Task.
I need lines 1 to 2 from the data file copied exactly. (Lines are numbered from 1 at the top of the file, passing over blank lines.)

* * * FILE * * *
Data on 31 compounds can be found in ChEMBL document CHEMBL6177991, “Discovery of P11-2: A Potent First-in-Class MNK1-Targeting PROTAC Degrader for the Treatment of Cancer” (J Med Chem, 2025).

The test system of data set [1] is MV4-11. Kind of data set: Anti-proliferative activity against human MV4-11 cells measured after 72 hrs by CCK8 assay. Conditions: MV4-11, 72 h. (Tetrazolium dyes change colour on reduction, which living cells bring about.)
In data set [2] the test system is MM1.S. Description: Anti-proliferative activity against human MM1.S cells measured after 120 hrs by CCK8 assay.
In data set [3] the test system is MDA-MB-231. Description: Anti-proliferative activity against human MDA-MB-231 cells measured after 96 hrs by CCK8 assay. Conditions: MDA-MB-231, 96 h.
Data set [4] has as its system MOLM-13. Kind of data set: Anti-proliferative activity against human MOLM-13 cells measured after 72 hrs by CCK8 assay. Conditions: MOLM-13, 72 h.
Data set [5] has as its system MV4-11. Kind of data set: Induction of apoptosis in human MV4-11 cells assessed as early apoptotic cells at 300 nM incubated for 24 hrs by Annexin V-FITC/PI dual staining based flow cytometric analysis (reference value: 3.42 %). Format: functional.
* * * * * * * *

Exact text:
Data on 31 compounds can be found in ChEMBL document CHEMBL6177991, “Discovery of P11-2: A Potent First-in-Class MNK1-Targeting PROTAC Degrader for the Treatment of Cancer” (J Med Chem, 2025).

The test system of data set [1] is MV4-11. Kind of data set: Anti-proliferative activity against human MV4-11 cells measured after 72 hrs by CCK8 assay. Conditions: MV4-11, 72 h. (Tetrazolium dyes change colour on reduction, which living cells bring about.)